What I really learned from this book:
White Folks Can’t Cook
The hippie/back-to-the-land movement was overwhelmingly white. That’s briefly addressed but not explored deeply. A lot of these people seemed to come from a background where they didn’t learn to cook without convenience foods. So when they tried to cook whole food ingredients, they pretty much failed. Spices? What are they?
That’s how vegetarian food got a reputation for being bland and boring. It only started to get good when they started stealing ideas from other cultures. Japanese influences came in through macrobiotics. This gets linked to politics because of the 1965 immigration reform that allowed more immigrants from non-European countries. Those people opened restaurants and suddenly people realized that you don’t need to eat food with the texture and taste of tree bark. If the movement was inclusive from the start, hippie food might not have had such a bad reputation.
I loved hearing about how all sorts of foods that we consider staples now came to the United States. Again this is presented from a white, middle class perspective. It talks about starting tofu production in the States but I’m sure there were people in Asian communities who were doing this before white people adopted it and started mass production. The same can go for different spices and/or vegetables that I’m sure were in use in black or Latinx communities. That’s my major criticism of this book.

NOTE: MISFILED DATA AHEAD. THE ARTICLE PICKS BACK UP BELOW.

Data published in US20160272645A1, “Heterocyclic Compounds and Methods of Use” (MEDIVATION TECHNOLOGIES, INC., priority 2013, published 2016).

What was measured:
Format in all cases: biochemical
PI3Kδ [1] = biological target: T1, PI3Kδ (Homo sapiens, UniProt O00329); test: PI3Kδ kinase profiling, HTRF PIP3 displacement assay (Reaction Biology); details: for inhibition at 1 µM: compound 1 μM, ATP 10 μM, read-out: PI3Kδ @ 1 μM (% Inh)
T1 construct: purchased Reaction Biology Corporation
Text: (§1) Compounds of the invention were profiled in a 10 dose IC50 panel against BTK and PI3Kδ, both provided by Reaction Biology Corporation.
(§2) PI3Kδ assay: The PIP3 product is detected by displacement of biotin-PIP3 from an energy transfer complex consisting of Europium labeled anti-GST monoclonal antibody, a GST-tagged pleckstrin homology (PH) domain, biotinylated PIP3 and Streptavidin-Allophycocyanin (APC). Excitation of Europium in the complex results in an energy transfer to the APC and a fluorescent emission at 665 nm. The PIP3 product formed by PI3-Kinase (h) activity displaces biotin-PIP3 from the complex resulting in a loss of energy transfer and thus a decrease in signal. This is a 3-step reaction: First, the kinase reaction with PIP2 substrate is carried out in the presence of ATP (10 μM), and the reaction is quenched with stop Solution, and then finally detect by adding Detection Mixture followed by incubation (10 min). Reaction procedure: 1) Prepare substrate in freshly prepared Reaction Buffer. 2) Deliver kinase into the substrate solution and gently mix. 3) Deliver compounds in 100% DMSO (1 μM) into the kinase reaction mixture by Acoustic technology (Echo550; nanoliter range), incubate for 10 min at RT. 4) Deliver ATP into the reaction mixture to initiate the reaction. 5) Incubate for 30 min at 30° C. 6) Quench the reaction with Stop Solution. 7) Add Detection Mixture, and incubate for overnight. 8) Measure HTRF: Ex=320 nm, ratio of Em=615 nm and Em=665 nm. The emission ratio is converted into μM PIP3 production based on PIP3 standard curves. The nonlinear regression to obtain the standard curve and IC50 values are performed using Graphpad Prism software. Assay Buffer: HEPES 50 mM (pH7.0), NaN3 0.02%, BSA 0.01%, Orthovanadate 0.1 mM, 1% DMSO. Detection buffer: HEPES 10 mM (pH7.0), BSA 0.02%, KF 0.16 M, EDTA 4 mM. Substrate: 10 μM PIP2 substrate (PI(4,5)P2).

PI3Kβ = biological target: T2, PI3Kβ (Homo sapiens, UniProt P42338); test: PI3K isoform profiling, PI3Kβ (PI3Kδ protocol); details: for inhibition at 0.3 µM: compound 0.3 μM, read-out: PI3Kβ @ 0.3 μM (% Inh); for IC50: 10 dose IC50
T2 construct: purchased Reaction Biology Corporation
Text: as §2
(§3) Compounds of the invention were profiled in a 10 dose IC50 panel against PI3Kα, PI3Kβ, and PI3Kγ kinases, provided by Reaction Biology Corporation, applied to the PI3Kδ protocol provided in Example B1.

I would get excited whenever some of my favorites where mentioned. Diet for a Small Planet! (Yes, her made up theory of the necessity of “complete proteins” has been repeatedly debunked. Can we let that die now? Please? Asking for all vegetarians who get asked about it ALL THE TIME.) The Moosewood Cookbooks! Those were some of the first I read.
Read this one if you love food history as it relates to personal ethics and politics.
Cooking a wonderful meal is an art. An act of love. An act of grace. A gift that affirms and gives life—not only does it nurture those who partake of the meal; it also feeds the soul of the creator. These are lessons Gina learns from her mother, daughter of an unfortunate French chef.